Alpha spectrometry was applied to measure the activity concentrations of 210Pb in the upper 0 to 10 cm of the sediment cores. An acid attack using a microwave was performed on the sediment samples48. Subsequently, 210Po was measured, assuming radioactive equilibrium between both radionuclides. The chronological age of each sediment core segment was determined using the constant flux: constant sedimentation model49 and the constant rate of supply model50. We utilized the 210Pb dating technique for surficial sediment cores primarily due to its stability against human-induced alterations. Notably, atomic bomb activities released surplus 14C into the environment, which can distort 14C analysis results for surficial sediments. However, the presence of 210Pb typically wanes around the 10 cm depth in sediments, constraining its use for dating deeper sedimentary sections.
To address this limitation, the nonsurface Red Sea sediment core segments (depth >10 cm) were analyzed using the 14C dating technique. This technique employed accelerator mass spectrometry in the Mini radioCarbon Dating System51. The system, powered by a 200 kV tandem, is commercialized by the Swiss company Ionplus and adheres to the ISO 17025 and 9001 standard procedures52. The raw radiocarbon dates underwent calibration using the R software package “Bacon” for Bayesian chronology building53.
During the realization of this study, analyses of reagent blanks, replicates, and the standard reference material (e.g., International Atomic Energy Agency marine soil samples – IAEA-315 for 210Pb analysis) were conducted in each batch of samples to assess for any contamination and ensure reproducibility of the results.
In this study, the CHNS organic element analyzer (Flash 2000, Thermo Fisher Scientific, USA) was used to analyze the TOC and TN content of the Red Sea sediment samples15. Specifically, 10 mg of freeze-dried samples were placed in silver capsules (Organic Elemental Analysis Labs Company, UK). These samples were then subjected to acid digestion using increasing volumes (10, 20, 30, 40, and 50 μL) of 3 mol L-1 HCl (Fisher Chemical, USA). Each digestion step was conducted at 60 °C for 10 minutes. Prior to analysis, standard curves for TOC and TN concentrations were constructed using 2,5-(Bis(5-tert-butyl-2-benzo-oxazol-2-yl) thiophene (C26H26N2O2S, Thermo Fisher Scientific, USA) at concentrations of 2, 4, 6, 8, and 10 mg, demonstrating a high degree of correlation (R-values > 0.997). Following digestion, the silver capsules for each sample were carefully wrapped into balls and placed in tin capsules (Organic Elemental Analysis Labs Company, UK) for analysis. silver and tin capsule without a sample was wrapped into a ball and analyzed using the instrument as the sample blank.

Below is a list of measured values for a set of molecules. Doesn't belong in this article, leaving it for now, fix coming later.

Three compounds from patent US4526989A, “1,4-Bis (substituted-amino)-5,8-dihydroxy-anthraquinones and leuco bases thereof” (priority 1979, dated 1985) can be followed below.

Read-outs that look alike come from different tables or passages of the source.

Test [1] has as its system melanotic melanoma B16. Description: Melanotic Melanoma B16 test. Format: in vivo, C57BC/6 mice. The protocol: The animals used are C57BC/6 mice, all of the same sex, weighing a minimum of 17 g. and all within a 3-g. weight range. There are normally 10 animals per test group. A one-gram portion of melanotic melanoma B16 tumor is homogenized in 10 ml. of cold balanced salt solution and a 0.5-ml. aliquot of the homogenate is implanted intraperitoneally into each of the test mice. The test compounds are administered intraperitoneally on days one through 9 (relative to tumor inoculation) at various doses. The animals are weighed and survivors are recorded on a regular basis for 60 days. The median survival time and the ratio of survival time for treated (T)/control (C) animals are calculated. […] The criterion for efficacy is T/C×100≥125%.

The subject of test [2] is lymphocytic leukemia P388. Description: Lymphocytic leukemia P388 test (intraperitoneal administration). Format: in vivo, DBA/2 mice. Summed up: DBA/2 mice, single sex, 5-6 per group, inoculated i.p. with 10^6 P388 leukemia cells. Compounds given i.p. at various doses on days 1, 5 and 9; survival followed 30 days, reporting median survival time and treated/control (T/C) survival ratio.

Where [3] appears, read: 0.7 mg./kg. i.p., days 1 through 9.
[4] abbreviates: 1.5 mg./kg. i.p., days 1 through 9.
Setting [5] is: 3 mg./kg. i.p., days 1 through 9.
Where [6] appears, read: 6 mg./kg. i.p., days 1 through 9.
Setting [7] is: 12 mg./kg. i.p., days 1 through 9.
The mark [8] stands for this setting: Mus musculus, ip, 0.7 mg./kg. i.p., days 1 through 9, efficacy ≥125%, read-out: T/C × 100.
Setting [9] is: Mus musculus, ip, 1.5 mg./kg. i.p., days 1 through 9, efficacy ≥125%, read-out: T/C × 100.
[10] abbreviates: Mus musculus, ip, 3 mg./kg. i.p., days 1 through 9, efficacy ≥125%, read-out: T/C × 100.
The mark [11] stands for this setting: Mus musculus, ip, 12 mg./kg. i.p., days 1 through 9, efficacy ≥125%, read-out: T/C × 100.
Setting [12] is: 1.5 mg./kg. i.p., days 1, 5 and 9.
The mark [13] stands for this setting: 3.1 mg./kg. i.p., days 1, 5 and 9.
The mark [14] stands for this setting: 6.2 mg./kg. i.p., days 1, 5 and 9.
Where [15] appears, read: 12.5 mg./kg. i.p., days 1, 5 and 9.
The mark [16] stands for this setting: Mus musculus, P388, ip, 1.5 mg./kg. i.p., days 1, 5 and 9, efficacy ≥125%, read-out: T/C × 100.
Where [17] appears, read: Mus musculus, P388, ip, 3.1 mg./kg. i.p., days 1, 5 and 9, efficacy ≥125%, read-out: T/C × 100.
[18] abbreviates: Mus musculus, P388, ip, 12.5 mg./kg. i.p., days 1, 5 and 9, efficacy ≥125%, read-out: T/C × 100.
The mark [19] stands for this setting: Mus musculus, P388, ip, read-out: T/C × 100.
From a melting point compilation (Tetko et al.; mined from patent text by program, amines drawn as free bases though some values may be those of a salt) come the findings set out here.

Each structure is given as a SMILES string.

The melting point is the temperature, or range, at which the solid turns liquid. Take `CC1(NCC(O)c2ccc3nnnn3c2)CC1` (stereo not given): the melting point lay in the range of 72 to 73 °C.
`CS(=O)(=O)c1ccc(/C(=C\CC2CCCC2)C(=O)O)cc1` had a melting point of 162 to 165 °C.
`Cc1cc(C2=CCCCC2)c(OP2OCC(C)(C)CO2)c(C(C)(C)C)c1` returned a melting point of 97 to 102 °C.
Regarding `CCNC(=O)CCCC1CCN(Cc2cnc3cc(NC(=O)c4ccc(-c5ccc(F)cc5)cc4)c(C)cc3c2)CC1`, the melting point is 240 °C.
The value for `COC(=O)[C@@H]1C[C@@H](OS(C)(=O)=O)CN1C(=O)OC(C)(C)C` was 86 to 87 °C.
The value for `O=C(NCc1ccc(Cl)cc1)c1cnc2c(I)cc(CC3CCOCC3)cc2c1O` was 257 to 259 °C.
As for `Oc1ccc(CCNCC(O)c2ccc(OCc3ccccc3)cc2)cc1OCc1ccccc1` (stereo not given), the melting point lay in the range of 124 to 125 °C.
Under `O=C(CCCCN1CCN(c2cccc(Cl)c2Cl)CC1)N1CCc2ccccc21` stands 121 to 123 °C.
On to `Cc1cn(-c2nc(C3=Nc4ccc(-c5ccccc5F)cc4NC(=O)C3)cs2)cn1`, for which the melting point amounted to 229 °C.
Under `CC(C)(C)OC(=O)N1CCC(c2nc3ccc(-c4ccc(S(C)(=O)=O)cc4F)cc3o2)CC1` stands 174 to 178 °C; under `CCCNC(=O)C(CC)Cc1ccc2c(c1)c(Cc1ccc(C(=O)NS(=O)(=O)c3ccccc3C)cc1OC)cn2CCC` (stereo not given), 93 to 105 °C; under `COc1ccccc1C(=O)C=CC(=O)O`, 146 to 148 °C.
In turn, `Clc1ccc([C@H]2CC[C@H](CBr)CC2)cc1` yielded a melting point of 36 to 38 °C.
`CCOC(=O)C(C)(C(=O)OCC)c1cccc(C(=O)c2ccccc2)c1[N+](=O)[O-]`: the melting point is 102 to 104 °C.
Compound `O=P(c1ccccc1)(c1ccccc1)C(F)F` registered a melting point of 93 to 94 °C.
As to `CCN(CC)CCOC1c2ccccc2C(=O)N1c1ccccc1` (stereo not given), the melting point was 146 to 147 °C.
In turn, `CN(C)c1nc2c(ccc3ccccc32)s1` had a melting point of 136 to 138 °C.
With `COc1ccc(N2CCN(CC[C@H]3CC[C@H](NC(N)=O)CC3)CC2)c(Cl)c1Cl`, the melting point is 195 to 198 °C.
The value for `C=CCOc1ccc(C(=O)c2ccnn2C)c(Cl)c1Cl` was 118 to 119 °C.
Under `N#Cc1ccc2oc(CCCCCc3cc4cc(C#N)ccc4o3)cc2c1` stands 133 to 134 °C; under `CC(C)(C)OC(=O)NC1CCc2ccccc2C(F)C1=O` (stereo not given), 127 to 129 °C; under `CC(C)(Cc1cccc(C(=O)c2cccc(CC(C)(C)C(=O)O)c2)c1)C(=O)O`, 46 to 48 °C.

50-mg freeze-dried sediment samples were digested using an acid mixture (6 mL of 69% HNO3 and 2 mL of 30% H2O2, Fisher Chemical, USA) via a microwave digestion system (single reaction chamber microwave digestion system, Milestone Technologies, USA). The samples were first digested at 130 °C and 10 MPa (100 bar, 98.69 standard atmospheric pressure) for 10 min and then redigested at 240 °C and 10 MPa for another 25 min. After cooling, the sample solutions were diluted to 25 mL using Milli-Q distilled water and analyzed using Inductively coupled plasma-optical emission spectrometry (ICP-OES, Model: 5110, Agilent Technologies, USA)54.
The Na, Mg, P, S, and Ca concentrations were measured separately against V, Cr, Fe, Ni, Cu, Zn, and Cd concentrations to mitigate potential systematic error or interference effects. The calibration curves of the measured element standard solutions (0.1, 1, 10, and 100 µg L-1) displayed correlation coefficients (R values) greater than 0.999. The limit of detection, quantitation, and practical quantitation limits for the mentioned elements were less than 0.019, 0.063, and 0.16 mg kg-1, respectively. Three replicates of 50 mg standard reference material (SRM) of inorganics in marine sediment (SRM 2702, National Institute of Standards and Technology, USA) and sediment for solid sampling (SRM 2703) were also analyzed alongside the sediment samples to verify data validity and the precision/accuracy of the analytical methods. A series of quality control procedures were strictly followed: running continuous calibration verification standard solutions, laboratory fortified blanks (same as acid or sample blanks), laboratory reagent blanks (acid blanks spiked with standard element solutions), quality control standards, and duplicated samples spiked with quality control standard solutions to ensure the reliability of the ICP-OES instrument. The recovery rates for all these quality control procedures ranged from 90% to 110%, whereas the measured element concentrations of the standard reference materials were consistent with the reference concentrations (78.91–119.57%; Supplementary Tables 23).
The EARs (μg cm-2 decade-1, dry-weight basis) in sediments were used to study environmental changes, reconstruct past conditions, and identify pollution sources55. The EARs at different vertical depths (or different chronological ages) of the Red Sea sediment cores were calculated using the following modified equations56: